An Australian grandma found cannabis-infused butter to have healing properties, but it backfired when her teenage great-grandchildren used it to bake cupcakes and shared them at school. I was.
Pam Annette Bickerton, 74, was sentenced on May 4 after her teenage great-grandson baked cupcakes with cannabis-infused butter and shared them with classmates at her school in South Australia. .
of adelaide advertiser report At a court hearing on April 19, a juror said Bickerton had made cannabis-infused butter to control her sleep problems and that it worked.
Bickerton says she was half asleep when her unnamed teenage grandson asked if she could use canna butter. “Still tired, unfortunately…she said, ‘Good luck. Make sure you clean up after yourself,'” her lawyer said. Said in court.
When police responded to the incident and arrived at Bickerton’s home a few weeks later, she admitted she still had three bags of canna butter and two cylinders in her freezer, which were quickly seized.
But Justice of the Peace Justin Wickens was unimpressed with the defense and said Bickerton should have known better.
“Police became aware of allegations that students were selling cannabis-laced cupcakes. [the school after the students] Presented to hospital with symptoms consistent with consumption of cannabis.” Justice Justin Wickens Said“Police have spoken to the two students who disclosed it. [another student] They were serving cannabis-infused cakes. ”
The judge asked her to consider the gravity of the alleged crime. “This is a very serious crime and supplying drugs to minors is a very serious crime,” he said.
Bickerton pleaded guilty to one count of supplying or administering a controlled substance to a child before appearing in Adelaide Magistrates Court.
The great-grandmother was sentenced Thursday. Bickerton said he was sentenced to three-and-a-half years in prison, but he pleaded guilty and agreed to form a sensible bond.
Her great-grandchildren didn’t pay for the cupcakes at all.
cannabis reform in australia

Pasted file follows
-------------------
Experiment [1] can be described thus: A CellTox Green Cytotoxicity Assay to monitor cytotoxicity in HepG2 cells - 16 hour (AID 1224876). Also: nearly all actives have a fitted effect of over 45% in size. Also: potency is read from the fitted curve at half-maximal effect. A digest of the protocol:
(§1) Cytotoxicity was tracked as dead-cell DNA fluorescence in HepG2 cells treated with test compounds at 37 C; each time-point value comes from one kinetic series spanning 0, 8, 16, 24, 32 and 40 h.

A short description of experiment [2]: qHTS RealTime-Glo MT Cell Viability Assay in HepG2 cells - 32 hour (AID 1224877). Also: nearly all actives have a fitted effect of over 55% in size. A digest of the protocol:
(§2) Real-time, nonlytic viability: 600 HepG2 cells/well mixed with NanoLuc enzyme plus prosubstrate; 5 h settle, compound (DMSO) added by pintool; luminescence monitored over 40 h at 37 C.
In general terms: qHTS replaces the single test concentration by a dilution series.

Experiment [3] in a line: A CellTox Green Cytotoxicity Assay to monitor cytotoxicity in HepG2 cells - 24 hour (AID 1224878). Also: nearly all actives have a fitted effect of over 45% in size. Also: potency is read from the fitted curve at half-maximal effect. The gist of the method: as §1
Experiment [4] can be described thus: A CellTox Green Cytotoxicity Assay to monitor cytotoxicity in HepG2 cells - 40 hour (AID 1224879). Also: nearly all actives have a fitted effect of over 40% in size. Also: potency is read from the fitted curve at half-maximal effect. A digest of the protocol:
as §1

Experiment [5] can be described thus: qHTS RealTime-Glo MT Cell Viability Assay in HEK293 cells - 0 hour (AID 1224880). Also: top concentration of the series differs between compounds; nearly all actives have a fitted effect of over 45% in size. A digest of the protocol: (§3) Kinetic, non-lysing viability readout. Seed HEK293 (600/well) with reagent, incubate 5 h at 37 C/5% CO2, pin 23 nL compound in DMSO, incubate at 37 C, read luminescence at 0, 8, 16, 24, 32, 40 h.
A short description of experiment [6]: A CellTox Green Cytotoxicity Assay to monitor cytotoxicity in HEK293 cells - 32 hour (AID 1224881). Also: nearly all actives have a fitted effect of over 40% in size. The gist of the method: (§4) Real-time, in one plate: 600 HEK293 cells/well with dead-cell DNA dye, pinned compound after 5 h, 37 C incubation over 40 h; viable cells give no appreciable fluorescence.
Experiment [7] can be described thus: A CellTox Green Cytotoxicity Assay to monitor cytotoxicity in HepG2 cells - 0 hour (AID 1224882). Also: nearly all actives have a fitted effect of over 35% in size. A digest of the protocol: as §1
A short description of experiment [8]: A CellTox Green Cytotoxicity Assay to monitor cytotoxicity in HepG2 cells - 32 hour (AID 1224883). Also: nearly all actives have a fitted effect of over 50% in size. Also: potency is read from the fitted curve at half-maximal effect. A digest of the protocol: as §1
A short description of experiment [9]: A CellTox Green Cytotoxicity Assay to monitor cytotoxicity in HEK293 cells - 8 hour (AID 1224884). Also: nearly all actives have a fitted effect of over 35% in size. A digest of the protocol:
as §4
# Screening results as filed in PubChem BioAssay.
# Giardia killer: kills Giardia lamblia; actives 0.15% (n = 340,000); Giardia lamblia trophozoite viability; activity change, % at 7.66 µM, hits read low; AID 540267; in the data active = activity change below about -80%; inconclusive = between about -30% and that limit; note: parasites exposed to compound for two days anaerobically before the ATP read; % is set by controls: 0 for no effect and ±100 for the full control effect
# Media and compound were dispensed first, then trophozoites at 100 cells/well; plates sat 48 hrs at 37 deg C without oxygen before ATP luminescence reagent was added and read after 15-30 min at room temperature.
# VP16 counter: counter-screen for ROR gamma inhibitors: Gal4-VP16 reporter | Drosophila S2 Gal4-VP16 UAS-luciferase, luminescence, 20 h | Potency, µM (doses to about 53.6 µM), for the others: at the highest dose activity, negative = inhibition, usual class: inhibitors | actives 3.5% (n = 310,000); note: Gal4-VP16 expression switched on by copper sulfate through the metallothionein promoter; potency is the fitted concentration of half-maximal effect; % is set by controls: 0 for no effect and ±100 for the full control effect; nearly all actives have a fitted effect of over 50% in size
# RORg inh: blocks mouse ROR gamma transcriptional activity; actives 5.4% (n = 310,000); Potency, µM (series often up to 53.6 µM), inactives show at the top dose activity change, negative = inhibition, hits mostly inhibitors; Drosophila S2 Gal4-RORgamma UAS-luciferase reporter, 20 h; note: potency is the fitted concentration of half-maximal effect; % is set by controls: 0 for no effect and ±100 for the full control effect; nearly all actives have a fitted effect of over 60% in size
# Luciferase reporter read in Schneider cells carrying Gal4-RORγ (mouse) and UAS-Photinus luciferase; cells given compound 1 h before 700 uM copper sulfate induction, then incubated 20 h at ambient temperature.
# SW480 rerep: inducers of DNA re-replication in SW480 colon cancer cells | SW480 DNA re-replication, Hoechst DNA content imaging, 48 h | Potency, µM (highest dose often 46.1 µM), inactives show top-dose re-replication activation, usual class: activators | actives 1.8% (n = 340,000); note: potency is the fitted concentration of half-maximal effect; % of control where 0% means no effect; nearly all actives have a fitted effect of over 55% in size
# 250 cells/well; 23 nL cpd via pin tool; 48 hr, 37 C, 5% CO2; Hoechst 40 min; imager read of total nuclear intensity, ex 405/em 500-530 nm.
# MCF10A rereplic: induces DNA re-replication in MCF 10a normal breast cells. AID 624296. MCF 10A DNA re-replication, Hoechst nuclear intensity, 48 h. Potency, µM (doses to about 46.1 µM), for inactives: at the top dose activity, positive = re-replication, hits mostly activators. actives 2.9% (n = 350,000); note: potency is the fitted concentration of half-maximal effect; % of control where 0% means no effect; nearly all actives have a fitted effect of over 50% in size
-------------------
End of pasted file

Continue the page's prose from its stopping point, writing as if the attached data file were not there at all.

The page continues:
Medical cannabis is legal across Australia with a prescription, subject to certain restrictions. Cannabis is a county designated drug regulated by the TGA (Therapeutic Goods Administration).
Cannabis reform for adult use in Australia continues to move forward. A recent report revealed that Australia plans to work on cannabis legalization within the next few years.
of Australian Parliamentary Budget Office (PBO) recently released a proposal to consider two options for how to approach cannabis legalization. was asked to investigate what legalization would look like through a request for Senator David Shoebridge Australian Green Party, also known as the Green Party.
The first option is a cannabis national agency that acts as the sole wholesaler between growers and retailers, sets wholesale cannabis prices and issues licenses to potential cannabis business owners, according to the PBO report. (CANA) is established. The second option contains all the provisions of the first option except for the final recommendation to change the sales tax to 15% instead of 25%.
Granny and injected edible
Another grandma made headlines for helping the sick with cannabis-infused foods. Mary Jane Rathbunaka “Brownie Mary,” helped people struggling with HIV and chemotherapy with cannabis-infused food. At her peak, Rathbun was baking 600 brownies a week for $20 a dozen. rice field.
She also contributed to the decriminalization of cannabis. In 1992, Mary testified before the San Francisco Board of Supervisors about the benefits of cannabis, leading to a resolution making possession of medical cannabis a “first priority” in arrests and prosecutions.